We checked out of our resort around noon and started heading back to Phung Hiep (home!). On the way back, we stopped by Rach Gia, also a city in Kien  Giang Province, to visit a shrine dedicated to Nguyen Trung Truc. He was a fisherman who led led village militia forces which fought against French colonial forces in the Mekong Delta in southern Vietnam in the 1860s (more info here). Our last stop before going home!

Arrived back in Phung Hiep in the evening of August 8, 2010

Memorable trip, despite bad weather and less interesting tour visits! I apologize if any history/background I gave about sites visited are wrong… it’s hard to find accurate and complete information online, especially in English!


(Hover for captions, click for larger pictures!)

August 8, 2010 (Ha Tien, Hon Trem Resort)

My cousins promised me the night before they would wake up at 4:00am to watch the sun rise with me… lies!

I was even more saddened because there was no sunrise 😦 The skies were so cloudy, no sunshine broke through. So sad! Around 5ish, my cousins finally wake up and join me outside our resort, I proceed to take a lot of pictures…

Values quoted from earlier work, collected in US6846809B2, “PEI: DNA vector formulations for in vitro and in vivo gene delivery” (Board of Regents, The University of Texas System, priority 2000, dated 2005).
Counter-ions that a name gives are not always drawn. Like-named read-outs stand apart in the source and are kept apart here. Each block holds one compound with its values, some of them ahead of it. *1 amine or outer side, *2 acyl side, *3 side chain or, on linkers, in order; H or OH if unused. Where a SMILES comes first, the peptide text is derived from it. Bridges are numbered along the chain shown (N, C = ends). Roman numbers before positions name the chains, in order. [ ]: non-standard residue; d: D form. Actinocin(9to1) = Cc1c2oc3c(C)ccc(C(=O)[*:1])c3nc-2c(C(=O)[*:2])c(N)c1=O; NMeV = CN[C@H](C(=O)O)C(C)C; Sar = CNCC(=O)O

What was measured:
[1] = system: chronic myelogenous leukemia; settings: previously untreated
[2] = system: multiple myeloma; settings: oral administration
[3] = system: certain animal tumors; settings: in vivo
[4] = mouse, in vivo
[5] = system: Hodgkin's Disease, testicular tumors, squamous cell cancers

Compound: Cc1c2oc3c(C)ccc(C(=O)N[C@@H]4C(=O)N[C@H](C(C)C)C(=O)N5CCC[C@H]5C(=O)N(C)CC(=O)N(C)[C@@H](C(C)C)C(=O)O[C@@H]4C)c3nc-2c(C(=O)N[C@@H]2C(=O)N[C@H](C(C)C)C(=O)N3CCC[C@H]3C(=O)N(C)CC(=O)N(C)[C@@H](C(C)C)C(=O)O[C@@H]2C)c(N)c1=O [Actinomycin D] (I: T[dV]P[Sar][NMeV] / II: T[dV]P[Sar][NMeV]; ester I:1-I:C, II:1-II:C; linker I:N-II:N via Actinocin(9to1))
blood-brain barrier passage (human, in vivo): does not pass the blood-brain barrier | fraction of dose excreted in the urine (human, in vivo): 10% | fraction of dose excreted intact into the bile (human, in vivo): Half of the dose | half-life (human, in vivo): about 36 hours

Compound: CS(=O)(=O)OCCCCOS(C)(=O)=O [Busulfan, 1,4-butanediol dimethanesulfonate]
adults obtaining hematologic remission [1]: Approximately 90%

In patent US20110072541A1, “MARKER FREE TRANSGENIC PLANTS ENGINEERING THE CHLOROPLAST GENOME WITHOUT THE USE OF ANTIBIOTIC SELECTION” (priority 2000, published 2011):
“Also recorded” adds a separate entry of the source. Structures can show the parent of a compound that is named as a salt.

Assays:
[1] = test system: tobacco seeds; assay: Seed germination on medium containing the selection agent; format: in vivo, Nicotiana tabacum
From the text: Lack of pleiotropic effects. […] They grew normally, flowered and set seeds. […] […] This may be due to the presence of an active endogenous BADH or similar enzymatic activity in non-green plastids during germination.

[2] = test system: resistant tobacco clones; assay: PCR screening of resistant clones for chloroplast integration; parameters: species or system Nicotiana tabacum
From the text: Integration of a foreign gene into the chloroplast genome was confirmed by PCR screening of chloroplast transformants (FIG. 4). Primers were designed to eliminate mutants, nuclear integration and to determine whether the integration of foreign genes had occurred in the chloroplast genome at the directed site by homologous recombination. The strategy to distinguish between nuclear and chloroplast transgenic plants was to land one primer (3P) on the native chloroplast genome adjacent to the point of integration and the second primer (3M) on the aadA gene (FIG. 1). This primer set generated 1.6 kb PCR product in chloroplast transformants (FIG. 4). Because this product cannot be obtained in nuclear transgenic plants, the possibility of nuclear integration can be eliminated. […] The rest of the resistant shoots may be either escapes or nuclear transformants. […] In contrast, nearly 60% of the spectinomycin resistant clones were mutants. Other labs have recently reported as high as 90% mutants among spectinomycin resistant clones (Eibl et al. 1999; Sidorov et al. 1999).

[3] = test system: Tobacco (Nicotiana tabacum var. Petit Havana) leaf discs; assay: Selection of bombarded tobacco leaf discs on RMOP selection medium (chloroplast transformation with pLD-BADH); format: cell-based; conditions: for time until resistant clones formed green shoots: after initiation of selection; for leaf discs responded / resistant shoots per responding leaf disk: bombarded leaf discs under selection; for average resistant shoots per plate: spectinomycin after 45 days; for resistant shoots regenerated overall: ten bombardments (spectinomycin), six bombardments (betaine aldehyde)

Everyone finally woke up and we headed over to the resort restaurant for breakfast

Met our tour guide and driver after breakfast for our last day!


(Hover for captions, click for larger pictures!)

August 7, 2010 (Ha Tien)

Lying just 8km from the Cambodian border, Ha Tien is on the Gulf of Thailand and all around the area are lovely, towering limestone formations, which support a network of caves, some of which have been turned into temples.

Ha Tien was a province of Cambodia until 1708. During the Khmer Rouge regime, Cambodian forces repeatedly attacked the Vietnamese territory and massacred thousands of civilians here. The entire populations of Ha Tien and nearby villages (in fact, tens of thousands of people) had to flee their homes.

The town is tiny with not many places to see despite its colourful history. (Source)

We first stopped to visit Chua Phu Dung (Phu Dung Pagoda):

This pagoda was founded in the mid- 18th century by Mac Thien Tich’s (Mac Cuu’s son, see below) wife, Nguyen Thi Xuan.

We then headed up to see Lang Mac Cuu (Mac Cuu Family Tombs):

Mac Cuu was the provincial governor under the waning Khmer rule… there is a lot of history on him and his clan which you can read here. Known locally as Nui Lang, the Hill of the Tombs. Several dozen relatives of Mac Cuu are buried here in traditional Chinese tombs decorated with figures of dragon phoenixes, lions and guardians (Source).